10 Oct: ABC News: Beware of prescription savings clubs

There are a number of good, money-saving prescription drug card programs out there, which eDrugSearch.com will tell you about in our upcoming e-book. But there are also some scams out there — which ABC investigated in this report. An excerpt: More than 45 million Americans do not have prescription drug insurance. And some have turned to online prescription drug service companies that offer help getting prescription drugs inexpensively in exchange for a fee. Online companies promoting cheap prescription drugs may be misleading… Without insurance, Andrea [Melnick] was left to try and get pricey epilepsy medications, which cost up to $800 a month, on her own. Andrea looked for help online and found a company called Select Care Benefits Network. “It…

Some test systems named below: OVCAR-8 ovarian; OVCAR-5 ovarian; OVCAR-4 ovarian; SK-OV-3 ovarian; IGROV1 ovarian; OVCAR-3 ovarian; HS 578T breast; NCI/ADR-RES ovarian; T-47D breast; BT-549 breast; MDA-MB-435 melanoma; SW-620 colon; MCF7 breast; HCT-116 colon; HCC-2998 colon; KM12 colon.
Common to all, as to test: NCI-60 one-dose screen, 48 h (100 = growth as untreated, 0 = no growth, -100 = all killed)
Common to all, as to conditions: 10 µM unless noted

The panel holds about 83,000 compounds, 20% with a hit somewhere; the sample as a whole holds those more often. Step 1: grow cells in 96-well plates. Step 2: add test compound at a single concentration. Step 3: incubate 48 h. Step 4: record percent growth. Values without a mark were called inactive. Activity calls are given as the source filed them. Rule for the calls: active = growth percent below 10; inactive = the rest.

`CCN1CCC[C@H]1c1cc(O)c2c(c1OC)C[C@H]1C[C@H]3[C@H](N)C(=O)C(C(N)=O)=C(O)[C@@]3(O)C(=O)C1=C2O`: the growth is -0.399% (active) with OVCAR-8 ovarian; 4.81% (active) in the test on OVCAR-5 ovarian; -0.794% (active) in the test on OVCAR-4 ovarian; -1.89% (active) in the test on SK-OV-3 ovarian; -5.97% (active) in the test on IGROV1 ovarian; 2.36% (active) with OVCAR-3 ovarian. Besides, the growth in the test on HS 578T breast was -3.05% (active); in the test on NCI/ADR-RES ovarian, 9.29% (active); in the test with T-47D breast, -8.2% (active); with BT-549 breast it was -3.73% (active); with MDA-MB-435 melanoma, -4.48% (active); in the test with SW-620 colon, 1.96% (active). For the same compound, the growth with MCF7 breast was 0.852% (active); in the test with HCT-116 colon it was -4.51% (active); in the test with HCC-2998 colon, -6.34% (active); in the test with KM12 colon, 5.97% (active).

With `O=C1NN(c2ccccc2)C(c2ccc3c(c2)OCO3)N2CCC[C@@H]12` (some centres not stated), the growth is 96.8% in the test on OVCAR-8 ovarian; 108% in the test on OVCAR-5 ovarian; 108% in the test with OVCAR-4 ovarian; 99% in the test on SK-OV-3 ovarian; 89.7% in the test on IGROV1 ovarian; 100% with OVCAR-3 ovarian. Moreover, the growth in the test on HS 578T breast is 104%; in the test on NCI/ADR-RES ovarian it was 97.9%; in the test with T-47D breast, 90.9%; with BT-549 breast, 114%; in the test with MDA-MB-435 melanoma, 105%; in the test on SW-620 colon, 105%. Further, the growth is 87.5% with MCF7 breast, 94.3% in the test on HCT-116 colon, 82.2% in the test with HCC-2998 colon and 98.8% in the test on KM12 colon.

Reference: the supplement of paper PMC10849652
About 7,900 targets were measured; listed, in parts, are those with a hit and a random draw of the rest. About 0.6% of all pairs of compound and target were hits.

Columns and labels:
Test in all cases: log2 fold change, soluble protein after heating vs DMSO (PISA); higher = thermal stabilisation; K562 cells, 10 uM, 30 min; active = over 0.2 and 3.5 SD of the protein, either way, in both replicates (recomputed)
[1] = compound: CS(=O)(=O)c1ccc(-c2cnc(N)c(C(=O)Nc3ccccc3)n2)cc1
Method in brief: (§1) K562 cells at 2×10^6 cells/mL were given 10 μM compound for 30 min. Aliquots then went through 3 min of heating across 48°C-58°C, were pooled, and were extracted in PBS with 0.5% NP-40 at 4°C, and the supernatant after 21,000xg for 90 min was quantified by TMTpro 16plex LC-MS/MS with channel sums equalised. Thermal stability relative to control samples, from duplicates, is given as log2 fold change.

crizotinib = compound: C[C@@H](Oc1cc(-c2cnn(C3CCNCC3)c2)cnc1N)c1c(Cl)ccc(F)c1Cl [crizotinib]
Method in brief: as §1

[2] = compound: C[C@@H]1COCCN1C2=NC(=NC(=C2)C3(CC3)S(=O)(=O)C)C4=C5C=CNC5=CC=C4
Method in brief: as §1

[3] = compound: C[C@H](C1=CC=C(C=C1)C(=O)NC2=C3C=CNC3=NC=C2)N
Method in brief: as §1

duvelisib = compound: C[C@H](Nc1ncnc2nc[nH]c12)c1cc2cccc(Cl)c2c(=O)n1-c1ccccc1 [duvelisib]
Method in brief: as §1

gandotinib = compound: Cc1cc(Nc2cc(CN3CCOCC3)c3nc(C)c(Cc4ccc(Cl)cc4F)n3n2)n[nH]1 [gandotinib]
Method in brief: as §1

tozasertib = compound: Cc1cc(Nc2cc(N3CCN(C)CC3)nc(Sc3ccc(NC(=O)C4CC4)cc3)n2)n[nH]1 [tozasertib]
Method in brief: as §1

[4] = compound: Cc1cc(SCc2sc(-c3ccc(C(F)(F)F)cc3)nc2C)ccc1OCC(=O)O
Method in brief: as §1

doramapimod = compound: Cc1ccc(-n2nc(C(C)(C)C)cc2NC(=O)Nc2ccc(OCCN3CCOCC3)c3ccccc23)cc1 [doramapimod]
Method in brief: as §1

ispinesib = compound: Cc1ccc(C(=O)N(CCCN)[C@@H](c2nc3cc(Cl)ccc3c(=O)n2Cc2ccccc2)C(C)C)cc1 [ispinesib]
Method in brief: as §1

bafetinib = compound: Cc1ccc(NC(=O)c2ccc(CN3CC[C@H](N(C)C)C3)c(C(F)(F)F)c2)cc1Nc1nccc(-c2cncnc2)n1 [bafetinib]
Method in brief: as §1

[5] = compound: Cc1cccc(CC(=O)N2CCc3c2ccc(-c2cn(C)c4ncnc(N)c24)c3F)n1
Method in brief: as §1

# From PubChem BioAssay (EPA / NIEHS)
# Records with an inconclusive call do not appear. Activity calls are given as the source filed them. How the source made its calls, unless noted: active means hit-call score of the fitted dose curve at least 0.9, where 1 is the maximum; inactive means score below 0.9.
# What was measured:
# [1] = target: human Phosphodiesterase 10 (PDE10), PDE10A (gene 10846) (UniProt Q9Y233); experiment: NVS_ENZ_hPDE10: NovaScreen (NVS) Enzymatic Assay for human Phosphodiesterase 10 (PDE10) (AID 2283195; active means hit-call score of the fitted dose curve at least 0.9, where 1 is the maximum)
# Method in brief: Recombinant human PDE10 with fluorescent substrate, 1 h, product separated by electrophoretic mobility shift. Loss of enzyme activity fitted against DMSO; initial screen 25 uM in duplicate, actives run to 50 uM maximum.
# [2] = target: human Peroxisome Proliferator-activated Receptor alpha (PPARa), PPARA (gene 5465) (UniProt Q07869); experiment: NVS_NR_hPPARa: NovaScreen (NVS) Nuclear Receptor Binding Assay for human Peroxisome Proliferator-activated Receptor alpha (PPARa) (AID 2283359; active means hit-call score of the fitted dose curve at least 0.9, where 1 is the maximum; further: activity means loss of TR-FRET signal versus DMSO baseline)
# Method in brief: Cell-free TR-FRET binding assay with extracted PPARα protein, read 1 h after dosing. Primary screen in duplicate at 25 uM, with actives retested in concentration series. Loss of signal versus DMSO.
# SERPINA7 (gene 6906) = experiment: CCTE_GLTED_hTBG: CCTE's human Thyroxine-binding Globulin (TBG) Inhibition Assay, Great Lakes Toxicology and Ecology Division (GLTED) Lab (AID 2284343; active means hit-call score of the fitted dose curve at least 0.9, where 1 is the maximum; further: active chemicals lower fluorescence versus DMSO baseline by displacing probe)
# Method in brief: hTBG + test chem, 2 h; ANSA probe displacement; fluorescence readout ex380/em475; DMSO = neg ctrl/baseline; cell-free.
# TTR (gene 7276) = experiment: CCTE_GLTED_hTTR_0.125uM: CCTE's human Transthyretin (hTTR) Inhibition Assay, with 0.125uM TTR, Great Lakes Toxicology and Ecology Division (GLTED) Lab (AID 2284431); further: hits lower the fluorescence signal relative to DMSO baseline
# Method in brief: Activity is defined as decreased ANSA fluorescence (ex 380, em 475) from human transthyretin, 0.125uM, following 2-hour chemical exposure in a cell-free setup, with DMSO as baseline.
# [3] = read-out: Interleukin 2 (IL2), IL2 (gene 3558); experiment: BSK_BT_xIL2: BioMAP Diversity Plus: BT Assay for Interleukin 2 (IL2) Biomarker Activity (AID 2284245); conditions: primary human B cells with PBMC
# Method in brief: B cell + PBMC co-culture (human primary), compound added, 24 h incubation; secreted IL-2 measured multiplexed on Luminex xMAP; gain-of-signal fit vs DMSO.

03 Oct: Sometimes it’s good to count our blessings

  I don’t believe any nation — even one as great as the United States — should ever rest on its laurels. For this reason, I shout from the rooftops about the changes that I believe we need to make as a country, particularly when it comes improving our healthcare system. I believe that is the duty of every citizen. If you read this blog regularly, you know my story. I am suspicious of the motives and actions of large pharmaceutical companies. I am concerned that our government is not doing enough to protect us from corporate influence that leads to unsafe drugs being OKed by the government, skyrocketing prices for brand-name medications, and a lack of competition among drug…